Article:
India: IS Suspect Attacks Prison Guard

Paritosh Kanti Paul and Jhumur Deb
Kolkata and Guwahati, India
171204-IN-suspect-620.jpg Prisoners at Alipore Central Jail in Kolkata wave to supporters of a local political party, Trinamool Congress, celebrating an electoral win, May 16, 2009.

Indian authorities said Monday they were investigating how an Islamic State (IS) suspect in custody got a weapon he allegedly used to try and slit a guard’s throat inside a high-security jail in West Bengal’s capital.

Mohammad Mosihuddin (alias Abu Musa), an inmate at Alipore Central Jail in Kolkata since his arrest in July 2016, attacked jail warder Gobinda Chandra Dey with a sharp iron object early Sunday while shouting extremist slogans, police said. Mosihuddin is being investigated in India for a possible link to an IS-claimed terrorist attack at a café in Bangladesh’s capital that same month.

“We have shifted him [Mosihuddin] to solitary confinement while we probe the attack,” Arun Kumar Gupta, the state’s director general and inspector general of Correctional Services, told BenarNews.

Ujjwal Biswas, West Bengal’s minister for Correctional Administration, said police had charged Mosihuddin with attempted murder.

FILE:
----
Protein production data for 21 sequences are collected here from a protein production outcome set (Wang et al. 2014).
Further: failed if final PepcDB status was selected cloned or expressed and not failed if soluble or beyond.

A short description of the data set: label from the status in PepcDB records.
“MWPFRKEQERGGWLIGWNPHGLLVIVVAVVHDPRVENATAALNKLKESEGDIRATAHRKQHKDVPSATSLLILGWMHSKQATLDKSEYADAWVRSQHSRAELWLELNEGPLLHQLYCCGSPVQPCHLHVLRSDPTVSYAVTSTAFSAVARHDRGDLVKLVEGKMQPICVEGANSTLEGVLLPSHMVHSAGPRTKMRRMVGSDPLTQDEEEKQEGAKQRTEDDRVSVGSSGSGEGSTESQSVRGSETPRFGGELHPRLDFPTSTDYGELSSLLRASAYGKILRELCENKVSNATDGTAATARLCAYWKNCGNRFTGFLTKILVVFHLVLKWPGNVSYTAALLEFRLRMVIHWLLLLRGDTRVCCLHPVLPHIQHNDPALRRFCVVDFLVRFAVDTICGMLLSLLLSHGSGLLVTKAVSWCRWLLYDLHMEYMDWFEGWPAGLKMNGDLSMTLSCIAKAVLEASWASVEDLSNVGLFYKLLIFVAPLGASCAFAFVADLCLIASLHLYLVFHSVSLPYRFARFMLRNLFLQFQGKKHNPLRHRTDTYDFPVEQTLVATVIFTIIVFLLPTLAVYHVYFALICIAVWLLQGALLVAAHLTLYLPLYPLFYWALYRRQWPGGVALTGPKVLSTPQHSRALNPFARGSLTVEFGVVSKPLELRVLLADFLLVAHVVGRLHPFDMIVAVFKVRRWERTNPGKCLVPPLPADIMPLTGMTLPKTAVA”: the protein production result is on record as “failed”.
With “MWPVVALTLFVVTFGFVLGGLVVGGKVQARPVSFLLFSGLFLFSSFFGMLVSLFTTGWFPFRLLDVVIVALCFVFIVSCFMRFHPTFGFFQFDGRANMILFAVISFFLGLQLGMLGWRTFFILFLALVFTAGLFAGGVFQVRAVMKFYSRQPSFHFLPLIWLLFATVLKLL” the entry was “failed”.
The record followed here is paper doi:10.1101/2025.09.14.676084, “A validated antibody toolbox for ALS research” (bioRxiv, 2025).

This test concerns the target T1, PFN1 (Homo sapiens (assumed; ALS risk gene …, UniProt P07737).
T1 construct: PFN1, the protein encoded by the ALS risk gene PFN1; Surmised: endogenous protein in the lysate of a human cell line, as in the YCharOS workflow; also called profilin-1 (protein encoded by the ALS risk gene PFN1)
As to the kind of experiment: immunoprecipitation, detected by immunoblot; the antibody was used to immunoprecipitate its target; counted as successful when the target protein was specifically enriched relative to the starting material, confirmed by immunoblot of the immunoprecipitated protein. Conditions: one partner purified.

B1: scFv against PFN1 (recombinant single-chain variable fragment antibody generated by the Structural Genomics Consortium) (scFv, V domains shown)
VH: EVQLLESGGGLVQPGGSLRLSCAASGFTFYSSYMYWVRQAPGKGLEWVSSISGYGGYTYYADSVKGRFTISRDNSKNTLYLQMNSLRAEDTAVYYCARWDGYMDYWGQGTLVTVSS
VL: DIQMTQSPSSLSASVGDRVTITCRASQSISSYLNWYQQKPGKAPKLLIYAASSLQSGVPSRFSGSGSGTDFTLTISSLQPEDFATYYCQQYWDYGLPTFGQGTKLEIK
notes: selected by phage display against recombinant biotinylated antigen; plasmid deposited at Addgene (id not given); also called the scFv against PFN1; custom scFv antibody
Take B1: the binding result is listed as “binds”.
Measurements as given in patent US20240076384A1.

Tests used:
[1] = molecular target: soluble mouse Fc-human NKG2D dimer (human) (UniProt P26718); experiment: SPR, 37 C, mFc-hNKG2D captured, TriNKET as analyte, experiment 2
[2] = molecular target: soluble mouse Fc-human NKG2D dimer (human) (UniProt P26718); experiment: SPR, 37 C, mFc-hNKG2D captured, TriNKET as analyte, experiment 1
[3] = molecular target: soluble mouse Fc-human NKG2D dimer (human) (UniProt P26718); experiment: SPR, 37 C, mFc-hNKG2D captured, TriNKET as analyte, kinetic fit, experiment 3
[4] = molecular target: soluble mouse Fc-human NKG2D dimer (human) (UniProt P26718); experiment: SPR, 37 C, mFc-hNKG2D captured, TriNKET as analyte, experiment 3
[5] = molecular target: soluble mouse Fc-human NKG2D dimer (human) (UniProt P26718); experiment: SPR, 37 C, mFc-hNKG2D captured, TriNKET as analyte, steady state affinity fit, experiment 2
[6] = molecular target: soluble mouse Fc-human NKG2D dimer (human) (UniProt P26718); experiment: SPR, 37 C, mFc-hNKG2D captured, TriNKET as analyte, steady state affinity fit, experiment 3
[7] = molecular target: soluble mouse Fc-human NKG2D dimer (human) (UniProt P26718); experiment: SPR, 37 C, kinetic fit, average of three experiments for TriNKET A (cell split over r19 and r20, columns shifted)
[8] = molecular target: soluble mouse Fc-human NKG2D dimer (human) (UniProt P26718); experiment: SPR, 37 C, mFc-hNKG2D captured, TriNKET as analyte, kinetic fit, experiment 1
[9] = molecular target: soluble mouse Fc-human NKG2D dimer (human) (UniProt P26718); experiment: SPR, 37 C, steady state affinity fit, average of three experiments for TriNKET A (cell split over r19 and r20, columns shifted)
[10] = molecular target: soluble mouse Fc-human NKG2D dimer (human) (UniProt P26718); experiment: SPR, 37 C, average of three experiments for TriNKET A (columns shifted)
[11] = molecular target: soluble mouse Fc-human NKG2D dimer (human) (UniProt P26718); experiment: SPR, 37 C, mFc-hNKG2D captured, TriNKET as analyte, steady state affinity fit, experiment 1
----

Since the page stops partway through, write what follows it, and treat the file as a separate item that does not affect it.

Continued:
“[A]n investigation is on. Jail authorities have also initiated an internal enquiry to find out how he got hold of the piece of metal,” Biswas told Benar.

Jail guard Dey was attacked when he unlocked Mosihuddin’s cell during a routine check at about 7 a.m., a prison official told BenarNews on condition of anonymity.

“[Mosihuddin] first hit the warder on the head with a stone and then tried to slit his throat while chanting Jihadi slogans. But other prison guards rushed to the spot in time and rescued him,” the source said.

Dey was being treated at a private hospital and was out of danger, police said.

Mosihuddin, 26, a West Bengal native, is under investigation by the National Investigation Agency (NIA), the country’s top counter-terror agency, in connection with a terrorist siege at the Holey Artisan Bakery cafe in Dhaka that left 29 people dead, including 20 hostages and five gunmen on July 1-2, 2016.

He was arrested in West Bengal’s Burdwan district two days later, after Indian security agencies traced his calls and emails to Bangladesh, Afghanistan and Syria. He had an improvised gun, a 13-inch dagger and fake currency notes from Afghanistan and Syria, police said.

According to the NIA, Mosihuddin was asked to set up an IS cell in India by Bangladeshi national Abu Suleiman, a Jamaat-ul Mujahideen Bangladesh (JMB) operative allegedly linked to the café siege, and who remains at large.

Mosihuddin is one of about 100 Indian Muslims who have been arrested and are facing trial for alleged links with the Middle East-based terror outfit.

In its charge-sheet filed against Mosihuddin last December, the NIA accused him of plotting attacks on the Mother Teresa Missionaries of Charity and other locations in Kolkata with the aim of targeting tourists from the United States, United Kingdom and Russia.

Last year, Bangladesh’s Rapid Action Battalion and the U.S. Federal Bureau of Investigation sent teams to interrogate Mosihuddin.


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